Joseph Worden, President of South Bend Woolen Company.

Several other parcels of land also became part of River Park. The John and James Ford plat was called Fordham. J.B. Witwer, who was one of the original pioneers in the area, called his plat Riverdale.

Much of the land that would make up River Park was still farm land when in 1900 the residents decided by a 22 to 11 vote to incorporate the area into (officially) the town of River Park. The town at that time being only on the south side of Mishawaka Avenue between 21st and 31st Street.

At the town’s beginning the streets were lit by gas lights and Edward Moritz was the both the lamplighter and constable. His house was on the northeast corner of 30th and Vine. Inside his home is where the telephone phone exchange (operator) was located and his wife Kitty was the phone operator along with some other neighborhood women.

Edward Moritz, River Park's lamplighter and constable.

By 1910, the population of River Park had climbed to 1,560 people, with 436 enrolled in the River Park School. Because of funding problems for the school, which also functioned as a community center, and an inadequate water system, the residents began to seek annexation. At first the South Bend Common Council showed no interest. The River Park town board then set up an election for September 10, 1910, on the question of whether to annex to South Bend or Mishawaka. But, on August 22nd, the Mishawaka City Council voted in favor to annex River Park. The Mishawaka Council’s action taken before the River Park citizens vote angered the town and the residents filed for a remonstrance. The Mishawaka City Council withdrew their annexation plan. In the November 1910 elections South Bend and River Park voted to merge. In March 1911 the town government of River Park stopped operating and it ceased being a independent town.

River Park School

The gas lights and River Park School were still being used until 1923. The school building remained standing into the 1940s. The River Park Library branch was started in 1921 and was located upstairs of what is now American Legion Post #303 at 2503 Mishawaka Avenue. Nuner Primary School was completed in 1923. The River Park Post Office was built in 1926. River Park got its fire station in 1927, along with the opening of the River Park Theater.

South Bend was a flourishing city in 1927. Its strong industrial complex of Studebaker, Bendix, Singer Sewing Machine, Wilson Brother’s Shirt Company, and the Oliver Farm Equipment Corporation drove a prosperity that in turn created a business building and home construction boom.

An interesting phenomenon of this era up to the 1940s was the use of street cars. A streetcar ran in the middle of Mishawaka Avenue from Mishawaka through River Park on into South Bend. They were usually very punctual and the riding fare was cheap.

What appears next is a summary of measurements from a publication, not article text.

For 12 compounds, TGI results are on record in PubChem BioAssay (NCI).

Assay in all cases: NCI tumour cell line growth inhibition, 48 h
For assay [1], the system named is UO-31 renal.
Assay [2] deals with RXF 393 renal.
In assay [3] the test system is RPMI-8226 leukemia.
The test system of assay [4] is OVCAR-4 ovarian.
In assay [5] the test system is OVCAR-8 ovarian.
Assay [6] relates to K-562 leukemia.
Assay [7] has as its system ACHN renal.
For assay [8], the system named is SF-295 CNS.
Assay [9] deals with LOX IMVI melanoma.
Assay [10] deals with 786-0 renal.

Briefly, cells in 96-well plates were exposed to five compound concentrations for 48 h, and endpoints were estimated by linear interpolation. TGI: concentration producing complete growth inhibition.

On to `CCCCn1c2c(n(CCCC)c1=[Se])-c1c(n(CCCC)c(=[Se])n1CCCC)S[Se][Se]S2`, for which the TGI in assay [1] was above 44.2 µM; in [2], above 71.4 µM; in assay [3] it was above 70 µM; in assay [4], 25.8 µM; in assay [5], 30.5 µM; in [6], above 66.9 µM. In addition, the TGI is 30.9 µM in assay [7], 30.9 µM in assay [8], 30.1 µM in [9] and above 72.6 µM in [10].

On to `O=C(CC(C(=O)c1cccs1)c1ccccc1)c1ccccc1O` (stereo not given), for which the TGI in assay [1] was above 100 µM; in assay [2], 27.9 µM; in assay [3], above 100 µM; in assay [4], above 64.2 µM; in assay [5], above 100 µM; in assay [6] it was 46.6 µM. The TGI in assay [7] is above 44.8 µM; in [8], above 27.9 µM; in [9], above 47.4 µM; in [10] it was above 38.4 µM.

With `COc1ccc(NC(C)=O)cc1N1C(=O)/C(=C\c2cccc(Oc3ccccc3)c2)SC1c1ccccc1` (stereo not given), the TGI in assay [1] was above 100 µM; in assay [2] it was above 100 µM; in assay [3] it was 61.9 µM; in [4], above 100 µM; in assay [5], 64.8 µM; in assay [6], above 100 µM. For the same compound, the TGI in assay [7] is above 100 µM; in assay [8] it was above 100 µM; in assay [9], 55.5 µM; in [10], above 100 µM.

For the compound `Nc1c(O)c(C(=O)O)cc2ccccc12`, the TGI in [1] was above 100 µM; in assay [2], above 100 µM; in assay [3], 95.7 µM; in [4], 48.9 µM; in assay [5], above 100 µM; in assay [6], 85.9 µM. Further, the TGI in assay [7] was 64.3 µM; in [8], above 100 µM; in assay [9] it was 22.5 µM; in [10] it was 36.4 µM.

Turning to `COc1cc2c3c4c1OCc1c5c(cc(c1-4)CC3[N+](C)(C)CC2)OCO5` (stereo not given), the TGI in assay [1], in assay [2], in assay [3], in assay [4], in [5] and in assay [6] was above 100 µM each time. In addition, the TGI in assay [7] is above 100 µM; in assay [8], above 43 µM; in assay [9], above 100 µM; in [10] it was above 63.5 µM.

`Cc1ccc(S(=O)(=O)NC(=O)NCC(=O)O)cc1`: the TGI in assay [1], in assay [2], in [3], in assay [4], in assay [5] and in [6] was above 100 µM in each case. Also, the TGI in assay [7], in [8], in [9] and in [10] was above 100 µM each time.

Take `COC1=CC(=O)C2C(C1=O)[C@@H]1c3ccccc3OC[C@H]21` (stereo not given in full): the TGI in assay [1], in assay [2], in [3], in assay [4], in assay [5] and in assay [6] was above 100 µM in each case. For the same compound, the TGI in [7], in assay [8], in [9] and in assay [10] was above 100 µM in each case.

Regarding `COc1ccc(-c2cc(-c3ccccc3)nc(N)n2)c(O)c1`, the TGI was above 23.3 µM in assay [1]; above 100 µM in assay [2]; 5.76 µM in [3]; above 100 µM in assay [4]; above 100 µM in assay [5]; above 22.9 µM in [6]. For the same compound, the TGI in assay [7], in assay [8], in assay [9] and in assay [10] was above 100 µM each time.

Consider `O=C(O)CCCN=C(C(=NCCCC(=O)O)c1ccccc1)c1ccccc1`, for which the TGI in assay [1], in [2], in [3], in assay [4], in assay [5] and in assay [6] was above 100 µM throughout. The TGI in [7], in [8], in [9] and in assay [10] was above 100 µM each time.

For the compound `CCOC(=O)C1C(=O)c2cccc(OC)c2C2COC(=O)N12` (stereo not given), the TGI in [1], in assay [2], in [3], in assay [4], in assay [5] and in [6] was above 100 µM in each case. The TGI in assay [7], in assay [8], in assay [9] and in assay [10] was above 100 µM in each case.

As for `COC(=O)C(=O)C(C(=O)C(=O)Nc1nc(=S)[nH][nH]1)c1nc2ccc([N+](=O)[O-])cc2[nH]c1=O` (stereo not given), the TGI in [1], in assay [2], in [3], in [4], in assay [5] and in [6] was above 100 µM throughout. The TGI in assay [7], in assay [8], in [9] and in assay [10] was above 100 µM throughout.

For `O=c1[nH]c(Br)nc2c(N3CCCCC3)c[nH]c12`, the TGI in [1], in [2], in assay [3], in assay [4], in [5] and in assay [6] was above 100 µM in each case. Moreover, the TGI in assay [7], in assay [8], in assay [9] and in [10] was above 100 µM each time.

A very unusual spectacle happened in the River Park area in the 1920s. Victor Brunner had been born in Mishawaka July 29, 1891, and in his early adult life had become fascinated with hot air balloons and aviation. In 1920 he invited the public to the 2200 block of Mishawaka Avenue where he built a fire and filled a large balloon with hot smoke. He proceeded to hang from a trapeze underneath the hot air balloon and jumped from the trapeze while wearing a parachute. Unfortunately, Vic’s time as an aviator was shortened when he died near Bremen, Indiana, on August 27, 1921, performing one of his hot air balloon stunts. He is buried in Mishawaka’s Fairview Cemetery.

In 1930s numerous neighborhood grocery stores were operating in the River Park area. One of them was Sam Dickson’s grocery store (and later Fragomeni’s and Mester’s) at the southeast corner of Mishawaka Avenue and 23rd Street. Sam not only had a store but a barnyard and stable where he kept two riding horses. Across the street from Sam’s store was the Piggly Wiggly, which was the first grocery chain to go self-service. In the 1100 block of the west side of 23rd Street was Zimmerman’s grocery. For many years Plattners Garage operated on the northwest corner of Mishawaka Avenue and 25th Street. Holly’s Confectionery and, later, Steini’s operated at 2224 Mishawaka Avenue.

When River Park was named only seven families lived in the area. The first house was built at 2224 Pleasant Street. In 1893, Charles Byers was the first schoolmaster. Prior to 1906 and the Ernsperger bridge, Charles Erway operated a ferry that could carry 17 passengers to Springbrook Park (northwest corner of Ironwood Drive and Lincoln Way East).